The real cost of eating and drinking
by Andy Millard
Andy Can Help
“That’ll be $326.12, please.” Such was the damage from my last trip to the supermarket.
But wait, there’s more! The next day I went to the Mill Spring Farm Store, where we buy our locally produced meats, veggies, jams and other sundries, along with fresh NC-caught seafood. Total bill there: $270.32.
Have you ever stopped to think how much you actually spend on food? I certainly hadn’t. Then I volunteered to take over the grocery-buying duties during the COVID-19 crisis. As I was putting up the last of the foodstuffs that day, it struck me that this would be the perfect time to assess how much we really spend on food and drink.
The total between those two trips was just shy of $600. $600 for groceries? For two people? That’s a lot, right? Let’s see.
During the pandemic, my wife and I have completely stopped consuming any food that is not prepared in our own kitchen. No dinners at Huckleberry’s or Harvest House or Lavender Bistro or the Rural Seed. No lunches from Nana’s or Waffle House or the fast food joints. No pizzas from Buck’s or Side Street or the Brick. For the time being, 100% of our food is bought at the store and prepared at home. We’ve decided that this is the most responsible course for us, for reasons of our own.
There are, of course, very real downsides to this approach — most significantly, downsides to the businesses that need and deserve customers. But there is at least one upside. Now we can really see how much it costs to eat.
I probably should have mentioned that we have a system whereby I buy groceries once — and only once — every three weeks. So, the food from those two trips will feed us for the next three weeks. That works out to $200 a week, or $100 per person per week.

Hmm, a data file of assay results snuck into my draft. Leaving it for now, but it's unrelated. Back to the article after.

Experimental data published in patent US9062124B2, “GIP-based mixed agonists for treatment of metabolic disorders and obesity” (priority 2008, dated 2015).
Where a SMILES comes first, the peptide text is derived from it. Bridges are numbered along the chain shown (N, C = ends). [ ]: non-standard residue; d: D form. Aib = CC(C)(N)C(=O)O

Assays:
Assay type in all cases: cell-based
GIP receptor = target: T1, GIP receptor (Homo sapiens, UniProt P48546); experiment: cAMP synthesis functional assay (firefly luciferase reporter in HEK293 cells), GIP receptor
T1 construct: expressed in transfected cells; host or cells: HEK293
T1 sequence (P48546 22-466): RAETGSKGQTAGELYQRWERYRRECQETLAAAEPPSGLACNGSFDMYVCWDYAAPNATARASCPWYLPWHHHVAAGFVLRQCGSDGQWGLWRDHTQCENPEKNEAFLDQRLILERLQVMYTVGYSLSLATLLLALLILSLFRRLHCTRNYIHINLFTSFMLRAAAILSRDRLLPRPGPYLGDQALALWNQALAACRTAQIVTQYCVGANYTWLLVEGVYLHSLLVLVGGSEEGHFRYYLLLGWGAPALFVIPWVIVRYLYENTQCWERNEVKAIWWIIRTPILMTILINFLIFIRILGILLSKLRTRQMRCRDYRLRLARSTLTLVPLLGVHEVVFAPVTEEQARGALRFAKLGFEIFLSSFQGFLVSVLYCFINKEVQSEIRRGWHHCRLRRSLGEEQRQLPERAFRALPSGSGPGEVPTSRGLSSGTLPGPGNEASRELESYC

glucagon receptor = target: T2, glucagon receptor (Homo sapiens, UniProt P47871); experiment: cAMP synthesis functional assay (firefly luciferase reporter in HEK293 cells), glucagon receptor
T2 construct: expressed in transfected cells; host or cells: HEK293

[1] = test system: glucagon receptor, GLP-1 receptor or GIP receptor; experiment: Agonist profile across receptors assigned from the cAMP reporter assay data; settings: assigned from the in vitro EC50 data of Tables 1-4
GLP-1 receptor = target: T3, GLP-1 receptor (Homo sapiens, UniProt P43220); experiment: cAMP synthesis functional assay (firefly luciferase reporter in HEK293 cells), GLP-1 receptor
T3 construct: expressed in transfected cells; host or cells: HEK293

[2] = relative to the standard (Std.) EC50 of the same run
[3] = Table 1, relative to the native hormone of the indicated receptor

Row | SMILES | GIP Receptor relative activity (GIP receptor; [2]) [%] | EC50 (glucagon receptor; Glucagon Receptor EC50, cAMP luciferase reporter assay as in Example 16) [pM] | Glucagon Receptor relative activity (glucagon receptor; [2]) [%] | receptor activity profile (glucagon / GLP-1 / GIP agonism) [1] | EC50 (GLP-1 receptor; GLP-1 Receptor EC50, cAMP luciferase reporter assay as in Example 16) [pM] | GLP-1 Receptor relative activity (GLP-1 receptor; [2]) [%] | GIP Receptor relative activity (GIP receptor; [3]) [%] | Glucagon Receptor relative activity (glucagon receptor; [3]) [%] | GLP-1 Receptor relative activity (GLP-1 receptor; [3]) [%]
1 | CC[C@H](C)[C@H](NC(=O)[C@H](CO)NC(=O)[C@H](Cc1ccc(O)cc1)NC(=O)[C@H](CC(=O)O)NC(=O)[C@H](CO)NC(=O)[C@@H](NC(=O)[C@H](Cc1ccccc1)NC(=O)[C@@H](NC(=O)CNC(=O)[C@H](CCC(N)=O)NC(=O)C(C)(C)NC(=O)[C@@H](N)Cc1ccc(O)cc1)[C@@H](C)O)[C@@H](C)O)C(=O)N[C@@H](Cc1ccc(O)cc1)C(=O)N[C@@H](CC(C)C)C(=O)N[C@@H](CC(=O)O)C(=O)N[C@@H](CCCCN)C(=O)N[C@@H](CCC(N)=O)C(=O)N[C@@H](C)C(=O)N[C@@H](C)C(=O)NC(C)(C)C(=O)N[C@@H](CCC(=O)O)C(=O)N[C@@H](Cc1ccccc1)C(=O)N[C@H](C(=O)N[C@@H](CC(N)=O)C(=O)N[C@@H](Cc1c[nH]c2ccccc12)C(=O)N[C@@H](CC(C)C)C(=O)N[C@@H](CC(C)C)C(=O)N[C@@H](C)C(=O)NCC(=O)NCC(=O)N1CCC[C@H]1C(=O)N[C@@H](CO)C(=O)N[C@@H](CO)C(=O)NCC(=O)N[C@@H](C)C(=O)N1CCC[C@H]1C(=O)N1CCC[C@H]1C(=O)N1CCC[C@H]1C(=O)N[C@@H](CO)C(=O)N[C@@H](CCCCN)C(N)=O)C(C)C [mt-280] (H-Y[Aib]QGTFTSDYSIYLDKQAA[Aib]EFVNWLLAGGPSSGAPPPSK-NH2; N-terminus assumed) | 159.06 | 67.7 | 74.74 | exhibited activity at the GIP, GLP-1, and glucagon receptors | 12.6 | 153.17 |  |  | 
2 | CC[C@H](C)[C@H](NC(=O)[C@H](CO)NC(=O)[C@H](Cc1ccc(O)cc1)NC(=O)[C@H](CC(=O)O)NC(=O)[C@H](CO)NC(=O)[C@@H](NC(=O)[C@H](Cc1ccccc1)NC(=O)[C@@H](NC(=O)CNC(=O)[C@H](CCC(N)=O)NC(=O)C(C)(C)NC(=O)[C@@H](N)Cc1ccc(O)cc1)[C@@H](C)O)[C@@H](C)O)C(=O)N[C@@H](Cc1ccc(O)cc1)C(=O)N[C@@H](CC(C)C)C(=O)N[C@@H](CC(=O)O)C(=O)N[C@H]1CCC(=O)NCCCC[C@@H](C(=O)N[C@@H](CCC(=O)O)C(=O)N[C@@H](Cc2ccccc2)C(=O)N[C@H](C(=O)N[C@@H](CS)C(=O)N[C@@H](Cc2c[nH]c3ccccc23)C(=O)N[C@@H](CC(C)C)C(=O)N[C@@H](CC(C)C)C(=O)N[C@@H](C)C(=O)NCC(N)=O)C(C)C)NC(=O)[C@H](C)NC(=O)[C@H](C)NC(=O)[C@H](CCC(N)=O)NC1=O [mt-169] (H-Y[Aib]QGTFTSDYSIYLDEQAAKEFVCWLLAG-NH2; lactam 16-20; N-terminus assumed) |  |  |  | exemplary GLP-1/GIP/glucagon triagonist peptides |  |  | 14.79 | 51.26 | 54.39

Taken a step further, at three meals a day, we’re spending an average of $4.76 per meal per person. That doesn’t sound too far out of line, does it? And it covers everything we ingest: every morsel of food and every drop of liquid.
For comparison, a Quarter Pounder with cheese Extra Value Meal at McDonald’s costs $5.79 plus tax. (source: fastfoodmenuprices.com)
If you’re like most folks, your home-cooked dinner habits are probably nothing fancy: pork chops, chicken, burgers on the grill, spaghetti, an occasional sirloin. Our biggest extravagance is the seafood we get from the Farm Store.
Consider the national average. According to the Bureau of Labor Statistics, the average two-person household spends $151.25 per week on food. That’s a little less than my particular two-person household, but I suspect it’s an underestimate. What about alcoholic beverages consumed at home? Drinks at the local pub? Snacks at the convenience store? Quick trips to the ice cream shop? That stuff adds up quickly.
Then there’s the category commonly referred to as dining out. Those who do go out may spend less at grocery stores but more at restaurants — probably a lot more. That’s the budget killer that most people never fully understand.
According to MoneyUnder30.com, the average commercially prepared meal costs around $13. We all know how easy it is to spend more than that, especially when you add drinks, a tip and the cost of traveling to the restaurant and back.
So depending on your situation, $100 per person per week is not unreasonable. Is it any wonder, then, that so many among us struggle so hard just to put food on the table? Over 25% of children live in food-insecure homes, according to the Southeastern University Consortium on Hunger, Poverty and Nutrition. To make matters worse, the less a family spends on food, the lower the nutritional quality of the food they’re likely to buy, increasing the chance of negative health consequences.
This may be a good time for you to examine your own food spending. If you’re locked down to the extent we are, it should be easy. If you’ve started going out, the task is more difficult but still doable. Don’t cheat — count everything. See where you stand and where you can improve. And don’t forget to count your blessings.
Andy Millard, CFP® is a retired financial planner and former principal of Millard & Company, an investment management firm. He does not offer financial planning services; this column is not intended as advice but rather education, commentary and opinion. Consult a professional advisor. If you have general questions about financial planning or investments, feel free to submit them to Andy at firstname.lastname@example.org.